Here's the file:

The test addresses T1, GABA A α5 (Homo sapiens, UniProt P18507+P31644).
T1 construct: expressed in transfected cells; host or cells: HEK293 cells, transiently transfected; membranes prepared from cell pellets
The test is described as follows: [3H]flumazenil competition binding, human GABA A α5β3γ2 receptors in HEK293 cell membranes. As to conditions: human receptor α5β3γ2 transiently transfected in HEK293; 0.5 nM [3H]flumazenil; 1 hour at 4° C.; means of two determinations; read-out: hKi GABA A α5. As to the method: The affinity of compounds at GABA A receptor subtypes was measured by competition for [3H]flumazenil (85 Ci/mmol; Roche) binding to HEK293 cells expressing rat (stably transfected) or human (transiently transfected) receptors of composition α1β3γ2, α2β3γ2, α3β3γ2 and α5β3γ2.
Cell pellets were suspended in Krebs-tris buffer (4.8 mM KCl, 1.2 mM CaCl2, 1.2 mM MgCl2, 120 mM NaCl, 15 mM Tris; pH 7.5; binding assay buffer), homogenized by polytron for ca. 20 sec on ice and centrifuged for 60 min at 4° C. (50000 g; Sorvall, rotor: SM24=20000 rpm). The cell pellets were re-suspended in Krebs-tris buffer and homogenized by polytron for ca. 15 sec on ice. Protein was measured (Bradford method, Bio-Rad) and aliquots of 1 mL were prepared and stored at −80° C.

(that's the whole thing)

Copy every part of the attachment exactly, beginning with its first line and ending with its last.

The test addresses T1, GABA A α5 (Homo sapiens, UniProt P18507+P31644).
T1 construct: expressed in transfected cells; host or cells: HEK293 cells, transiently transfected; membranes prepared from cell pellets
The test is described as follows: [3H]flumazenil competition binding, human GABA A α5β3γ2 receptors in HEK293 cell membranes. As to conditions: human receptor α5β3γ2 transiently transfected in HEK293; 0.5 nM [3H]flumazenil; 1 hour at 4° C.; means of two determinations; read-out: hKi GABA A α5. As to the method: The affinity of compounds at GABA A receptor subtypes was measured by competition for [3H]flumazenil (85 Ci/mmol; Roche) binding to HEK293 cells expressing rat (stably transfected) or human (transiently transfected) receptors of composition α1β3γ2, α2β3γ2, α3β3γ2 and α5β3γ2.
Cell pellets were suspended in Krebs-tris buffer (4.8 mM KCl, 1.2 mM CaCl2, 1.2 mM MgCl2, 120 mM NaCl, 15 mM Tris; pH 7.5; binding assay buffer), homogenized by polytron for ca. 20 sec on ice and centrifuged for 60 min at 4° C. (50000 g; Sorvall, rotor: SM24=20000 rpm). The cell pellets were re-suspended in Krebs-tris buffer and homogenized by polytron for ca. 15 sec on ice. Protein was measured (Bradford method, Bio-Rad) and aliquots of 1 mL were prepared and stored at −80° C.